An attempt to call a revised, bipartisan recreational marijuana amendment for a vote in the House hit a bump in the road Monday when the lead House Republican said her Democratic counterparts crafted the amendment without her input.
A Monday morning press conference called by Rep. Josh Elliott, D-Hamden, and Rep. Juan Candelaria, D-New Haven, was first delayed and then abruptly called off after Rep. Melissa Ziobron, R-East Haddam, walked out.
Ziobron, who is a proponent of legalizing recreational cannabis, said she walked out of the press conference because she received the draft legislation “at 9 this (Monday) morning even though I’m told the legislation has been being worked on since last Friday.”
Ziobron, who was visibly upset before she stormed out of the press conference, was overheard by those in the room several times telling Elliott and Candelaria that she was “upset by the process” of how the legislation was rolled out.
Interviewed shortly before the start of the House session, Ziobron elaborated.
“For this legislation to pass the House it needs to truly be a bipartisan effort,” she said. “For me to be left out of the process until the last minute is just wrong.”
Besides being upset with the process, Ziobron said there were parts of the revised language of the bill that she found troubling and would have objected to “if I was given the opportunity to share my opinion.”
In particular, she said one clause which said that $10 million of the money raised by legalizing recreational cannabis would have gone to studying its effects, as something she likely would not support.
Elliott offered his “apologies” to Ziobron after the press conference was called off, adding he hoped the hard feelings could be smoothed over and that the bill could still be called by the House.
The bill Ziobron sponsored directs the Department of Consumer Protection to establish a regulated system of cultivation and sales for adults 21 years of age and older. The Department of Revenue Services would create a tax structure that would generate revenue for the state and certain municipalities.
There were several bills to legalize recreational use, but none made it out of committee. Democrats included the idea as part of their budget proposal and Democratic lawmakers were working to craft an amendment to another bill that would allow for legalization.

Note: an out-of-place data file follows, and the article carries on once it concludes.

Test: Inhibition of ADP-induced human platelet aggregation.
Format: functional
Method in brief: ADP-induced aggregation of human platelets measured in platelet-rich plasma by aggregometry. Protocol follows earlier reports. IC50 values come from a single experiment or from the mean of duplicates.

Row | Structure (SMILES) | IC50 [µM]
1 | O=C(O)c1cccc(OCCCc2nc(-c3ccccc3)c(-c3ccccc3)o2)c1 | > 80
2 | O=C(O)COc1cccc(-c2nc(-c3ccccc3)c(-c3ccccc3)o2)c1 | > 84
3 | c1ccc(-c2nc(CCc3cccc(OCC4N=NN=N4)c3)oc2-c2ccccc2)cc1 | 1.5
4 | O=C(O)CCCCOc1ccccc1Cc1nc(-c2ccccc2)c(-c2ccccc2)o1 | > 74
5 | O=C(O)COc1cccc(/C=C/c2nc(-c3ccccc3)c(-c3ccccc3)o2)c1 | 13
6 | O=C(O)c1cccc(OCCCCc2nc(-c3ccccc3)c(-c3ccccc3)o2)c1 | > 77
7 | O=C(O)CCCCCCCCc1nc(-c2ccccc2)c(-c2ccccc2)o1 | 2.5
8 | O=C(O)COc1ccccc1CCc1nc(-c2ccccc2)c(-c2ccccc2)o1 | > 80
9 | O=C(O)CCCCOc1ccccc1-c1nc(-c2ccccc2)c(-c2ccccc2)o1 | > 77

The legislative session ends Wednesday, so there’s not much time left for a debate on the issue.
House Speaker Joe Aresimowicz said Monday that his members felt very strongly about legalization and wanted a debate.
He said the fact that it was included in the budget was a good sign because it meant that legislative leaders were taking the issue seriously.
“The reason we did that was to encourage the debate,” Aresimowicz said. “They are preparing an amendment. At some point it will run.”
He said there is no agreement about when that would happen.
Connecticut’s Office of Fiscal Analysis has determined that the Nutmeg state could bring in $45.4 million to $104.6 million a year in revenue if the legislature legalizes marijuana in the same way Massachusetts or Colorado.
The Democratic budget proposal said it would bring in $60 million in revenue in 2018 and $100 million in revenue in 2019.
The potential for making money off cannabis was clearly one of the biggest reasons recreational use seems to have a better chance of making it through the legislature this year than in the past, as the state struggles to make up a huge budget deficit.
Nearly two-thirds of Connecticut voters, or 63 percent, support making possession of small amounts of cannabis legal for adults, according to a March 2015 Quinnipiac University poll.
Gov. Dannel P. Malloy has repeatedly stated that legalizing recreational use “isn’t a priority” for him, though he has added he would follow developments if and when a bill legalizing recreational pot makes it through the House and Senate.
h/t: Jack Kramer via CT News Junkie